xf.is blog

Blacklist bad memory addresses in Windows

Published (updated: ) in windows.

Update: Following guide might not work since Predictive Failure Analysis (PFA) memory settings are not working in Windows 10 2004 and 20H2 releases. See discussion here.

I recently experienced random MEMORY_MANAGEMENT BSOD on my personal computer. When consulting Microsoft Dev Center for the error code it indicated a issue with the RAM.

The computer is 6 years old and only has 8 GB of RAM (two sticks) I’m not about to spend money to replace the RAM.

I ran memtest86 and got two bad memory spots in two tests (Moving inversions, random pattern):

  • 0x1BFAE5474
  • 0x116A3FE55

Windows is able to blacklist bad memory addresses using the bcdedit tool. However it only blacklists page of memory (4KB) instead of single address. In order to convert from memtest86 single address syntax to bcdedit pages syntax I had to remove the last 3 letters from each memory address (since 0xFFF is 4KB).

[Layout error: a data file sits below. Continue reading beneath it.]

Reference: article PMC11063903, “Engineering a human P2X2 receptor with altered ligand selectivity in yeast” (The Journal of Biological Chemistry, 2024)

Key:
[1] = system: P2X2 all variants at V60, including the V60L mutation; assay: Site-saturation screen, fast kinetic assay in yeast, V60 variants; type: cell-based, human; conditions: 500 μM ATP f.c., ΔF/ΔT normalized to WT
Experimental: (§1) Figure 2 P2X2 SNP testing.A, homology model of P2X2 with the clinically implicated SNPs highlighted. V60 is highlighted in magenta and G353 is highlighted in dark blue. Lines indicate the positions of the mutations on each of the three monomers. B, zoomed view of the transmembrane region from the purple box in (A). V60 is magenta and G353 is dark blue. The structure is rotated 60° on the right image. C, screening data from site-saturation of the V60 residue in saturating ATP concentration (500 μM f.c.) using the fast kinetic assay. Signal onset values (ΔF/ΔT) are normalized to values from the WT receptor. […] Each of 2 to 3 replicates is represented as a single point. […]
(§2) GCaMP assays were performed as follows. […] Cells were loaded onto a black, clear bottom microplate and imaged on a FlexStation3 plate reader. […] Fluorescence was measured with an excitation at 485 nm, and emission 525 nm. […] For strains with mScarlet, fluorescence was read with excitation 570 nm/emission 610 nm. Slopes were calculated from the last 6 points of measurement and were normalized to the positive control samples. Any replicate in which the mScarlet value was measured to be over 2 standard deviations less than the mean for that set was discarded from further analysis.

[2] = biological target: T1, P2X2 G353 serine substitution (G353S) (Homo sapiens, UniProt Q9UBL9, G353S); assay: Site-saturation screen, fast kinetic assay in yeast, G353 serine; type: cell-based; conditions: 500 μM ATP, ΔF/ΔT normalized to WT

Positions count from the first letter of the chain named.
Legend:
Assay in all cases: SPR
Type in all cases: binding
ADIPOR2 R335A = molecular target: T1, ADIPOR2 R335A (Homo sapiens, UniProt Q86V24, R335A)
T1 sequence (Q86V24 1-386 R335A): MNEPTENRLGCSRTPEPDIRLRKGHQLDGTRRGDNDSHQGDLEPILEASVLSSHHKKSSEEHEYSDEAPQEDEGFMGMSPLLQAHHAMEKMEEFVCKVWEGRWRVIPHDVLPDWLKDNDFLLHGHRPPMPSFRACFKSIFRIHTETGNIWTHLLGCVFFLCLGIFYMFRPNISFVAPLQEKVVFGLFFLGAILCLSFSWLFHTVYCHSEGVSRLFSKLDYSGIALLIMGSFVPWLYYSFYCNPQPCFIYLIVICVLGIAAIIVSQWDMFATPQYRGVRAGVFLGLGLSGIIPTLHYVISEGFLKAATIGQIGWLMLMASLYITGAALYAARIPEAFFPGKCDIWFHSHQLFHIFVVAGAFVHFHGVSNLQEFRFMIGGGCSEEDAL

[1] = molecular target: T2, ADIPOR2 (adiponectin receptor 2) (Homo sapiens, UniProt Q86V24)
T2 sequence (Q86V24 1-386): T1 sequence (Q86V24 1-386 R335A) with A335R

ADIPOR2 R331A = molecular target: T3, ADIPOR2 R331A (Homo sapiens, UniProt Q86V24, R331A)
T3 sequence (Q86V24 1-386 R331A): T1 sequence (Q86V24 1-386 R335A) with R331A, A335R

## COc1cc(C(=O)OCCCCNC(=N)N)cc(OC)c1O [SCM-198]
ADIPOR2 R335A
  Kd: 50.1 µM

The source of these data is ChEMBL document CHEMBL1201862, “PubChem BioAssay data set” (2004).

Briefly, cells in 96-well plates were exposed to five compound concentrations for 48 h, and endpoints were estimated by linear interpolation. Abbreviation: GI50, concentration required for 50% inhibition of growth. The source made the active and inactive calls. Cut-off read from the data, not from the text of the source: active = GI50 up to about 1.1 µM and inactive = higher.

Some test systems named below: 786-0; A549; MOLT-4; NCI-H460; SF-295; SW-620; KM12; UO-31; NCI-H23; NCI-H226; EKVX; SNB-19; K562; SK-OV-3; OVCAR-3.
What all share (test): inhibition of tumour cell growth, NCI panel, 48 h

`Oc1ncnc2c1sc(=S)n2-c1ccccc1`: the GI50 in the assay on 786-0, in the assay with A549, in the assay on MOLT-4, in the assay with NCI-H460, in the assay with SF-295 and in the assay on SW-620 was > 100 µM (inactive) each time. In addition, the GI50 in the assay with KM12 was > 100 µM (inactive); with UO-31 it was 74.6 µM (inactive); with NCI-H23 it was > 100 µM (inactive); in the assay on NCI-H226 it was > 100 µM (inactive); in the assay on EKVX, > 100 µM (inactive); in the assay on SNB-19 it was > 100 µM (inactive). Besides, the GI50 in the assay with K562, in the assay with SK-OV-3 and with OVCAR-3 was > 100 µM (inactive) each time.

memtest86bcdeditMemory range fromMemory range toSize
0x1BFAE54740x1BFAE50x1BFAE50000x1BFAE5FFF4 KB
0x116A3FE550x116A3F0x116A3F0000x116A3FFFF4 KB

Running command promt as administrator I could blacklist the memory addresses:

# Enable memory blacklisting
bcdedit /set {badmemory} badmemoryaccess no
# Specify what addresses to blacklist
bcdedit /set {badmemory} badmemorylist 0x1bfae5 0x116a3f

and reboot.

To verify that the memory addresses are blacklisted use

bcdedit /enum {badmemory}

or use RAMMap from Microsoft.

This solved my MEMORY_MANAGEMENT BSOD and random program crashes.


When upgrading from one major Windows versions to another (for example 1709 to 1803) these settings are lost and have to be reapplied.

This is not a permanent fix but should help on older systems or systems where you can’t change the RAM (such as embedded systems).